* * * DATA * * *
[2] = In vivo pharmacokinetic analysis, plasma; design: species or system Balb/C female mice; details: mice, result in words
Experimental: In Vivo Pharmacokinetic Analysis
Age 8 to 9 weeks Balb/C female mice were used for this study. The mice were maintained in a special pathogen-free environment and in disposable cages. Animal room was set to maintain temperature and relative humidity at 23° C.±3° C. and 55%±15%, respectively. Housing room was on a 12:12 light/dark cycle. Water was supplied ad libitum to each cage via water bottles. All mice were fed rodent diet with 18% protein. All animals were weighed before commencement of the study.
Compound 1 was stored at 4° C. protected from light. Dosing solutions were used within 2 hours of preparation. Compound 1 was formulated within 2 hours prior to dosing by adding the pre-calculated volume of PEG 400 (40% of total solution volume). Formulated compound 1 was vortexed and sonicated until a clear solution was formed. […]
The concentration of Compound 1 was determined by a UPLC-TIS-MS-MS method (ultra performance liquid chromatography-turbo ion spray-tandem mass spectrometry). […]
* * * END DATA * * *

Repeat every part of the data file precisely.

[2] = In vivo pharmacokinetic analysis, plasma; design: species or system Balb/C female mice; details: mice, result in words
Experimental: In Vivo Pharmacokinetic Analysis
Age 8 to 9 weeks Balb/C female mice were used for this study. The mice were maintained in a special pathogen-free environment and in disposable cages. Animal room was set to maintain temperature and relative humidity at 23° C.±3° C. and 55%±15%, respectively. Housing room was on a 12:12 light/dark cycle. Water was supplied ad libitum to each cage via water bottles. All mice were fed rodent diet with 18% protein. All animals were weighed before commencement of the study.
Compound 1 was stored at 4° C. protected from light. Dosing solutions were used within 2 hours of preparation. Compound 1 was formulated within 2 hours prior to dosing by adding the pre-calculated volume of PEG 400 (40% of total solution volume). Formulated compound 1 was vortexed and sonicated until a clear solution was formed. […]
The concentration of Compound 1 was determined by a UPLC-TIS-MS-MS method (ultra performance liquid chromatography-turbo ion spray-tandem mass spectrometry). […]